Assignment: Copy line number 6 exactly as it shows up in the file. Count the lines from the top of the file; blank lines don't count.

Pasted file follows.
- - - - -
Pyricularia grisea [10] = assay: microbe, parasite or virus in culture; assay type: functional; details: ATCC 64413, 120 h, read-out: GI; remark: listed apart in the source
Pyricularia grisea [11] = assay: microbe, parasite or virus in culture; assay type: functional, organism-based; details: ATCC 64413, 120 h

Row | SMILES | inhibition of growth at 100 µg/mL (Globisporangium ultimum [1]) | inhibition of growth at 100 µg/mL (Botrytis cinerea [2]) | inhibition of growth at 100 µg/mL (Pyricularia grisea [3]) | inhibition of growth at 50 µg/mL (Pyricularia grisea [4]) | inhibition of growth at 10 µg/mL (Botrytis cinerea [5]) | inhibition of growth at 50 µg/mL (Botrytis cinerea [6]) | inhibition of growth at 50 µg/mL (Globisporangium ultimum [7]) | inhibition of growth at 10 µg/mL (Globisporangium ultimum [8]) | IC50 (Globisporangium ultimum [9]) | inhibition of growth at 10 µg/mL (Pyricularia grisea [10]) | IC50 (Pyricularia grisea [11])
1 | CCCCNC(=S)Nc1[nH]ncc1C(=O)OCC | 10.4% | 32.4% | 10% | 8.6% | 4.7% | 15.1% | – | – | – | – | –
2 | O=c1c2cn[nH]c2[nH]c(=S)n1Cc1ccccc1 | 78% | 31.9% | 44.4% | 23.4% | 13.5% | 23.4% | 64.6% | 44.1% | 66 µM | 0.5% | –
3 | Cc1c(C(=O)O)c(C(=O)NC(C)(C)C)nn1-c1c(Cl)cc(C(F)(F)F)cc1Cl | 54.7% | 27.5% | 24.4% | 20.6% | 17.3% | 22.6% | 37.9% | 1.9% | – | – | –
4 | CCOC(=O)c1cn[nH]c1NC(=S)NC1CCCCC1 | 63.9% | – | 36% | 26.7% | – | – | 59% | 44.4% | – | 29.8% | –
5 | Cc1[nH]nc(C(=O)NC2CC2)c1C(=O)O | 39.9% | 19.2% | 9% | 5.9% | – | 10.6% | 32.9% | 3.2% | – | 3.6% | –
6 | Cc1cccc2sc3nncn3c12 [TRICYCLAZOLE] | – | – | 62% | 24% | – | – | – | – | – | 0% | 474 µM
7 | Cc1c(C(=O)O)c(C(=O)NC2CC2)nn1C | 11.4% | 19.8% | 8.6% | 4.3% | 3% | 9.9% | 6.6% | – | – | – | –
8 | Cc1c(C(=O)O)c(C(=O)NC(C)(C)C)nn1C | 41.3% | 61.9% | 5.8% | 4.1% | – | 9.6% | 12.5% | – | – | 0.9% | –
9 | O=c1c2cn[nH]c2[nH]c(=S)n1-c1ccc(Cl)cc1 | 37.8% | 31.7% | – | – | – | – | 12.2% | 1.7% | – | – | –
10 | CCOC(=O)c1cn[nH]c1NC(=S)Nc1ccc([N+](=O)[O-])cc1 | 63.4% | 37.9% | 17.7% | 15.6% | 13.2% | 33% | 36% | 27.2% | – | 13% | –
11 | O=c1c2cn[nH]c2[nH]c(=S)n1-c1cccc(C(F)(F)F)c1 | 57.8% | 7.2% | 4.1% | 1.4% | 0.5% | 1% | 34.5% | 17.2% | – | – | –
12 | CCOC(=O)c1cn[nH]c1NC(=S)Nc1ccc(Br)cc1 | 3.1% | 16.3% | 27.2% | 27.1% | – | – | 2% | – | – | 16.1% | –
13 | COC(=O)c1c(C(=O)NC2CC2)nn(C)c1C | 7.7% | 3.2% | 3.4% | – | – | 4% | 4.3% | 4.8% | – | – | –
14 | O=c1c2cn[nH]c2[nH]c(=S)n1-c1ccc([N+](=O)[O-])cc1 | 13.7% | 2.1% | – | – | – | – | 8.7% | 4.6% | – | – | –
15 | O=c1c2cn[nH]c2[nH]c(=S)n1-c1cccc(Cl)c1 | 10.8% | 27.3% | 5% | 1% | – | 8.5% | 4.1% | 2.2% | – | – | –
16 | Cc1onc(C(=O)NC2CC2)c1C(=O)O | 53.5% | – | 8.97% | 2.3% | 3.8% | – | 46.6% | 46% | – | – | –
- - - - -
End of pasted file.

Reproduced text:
3 | Cc1c(C(=O)O)c(C(=O)NC(C)(C)C)nn1-c1c(Cl)cc(C(F)(F)F)cc1Cl | 54.7% | 27.5% | 24.4% | 20.6% | 17.3% | 22.6% | 37.9% | 1.9% | – | – | –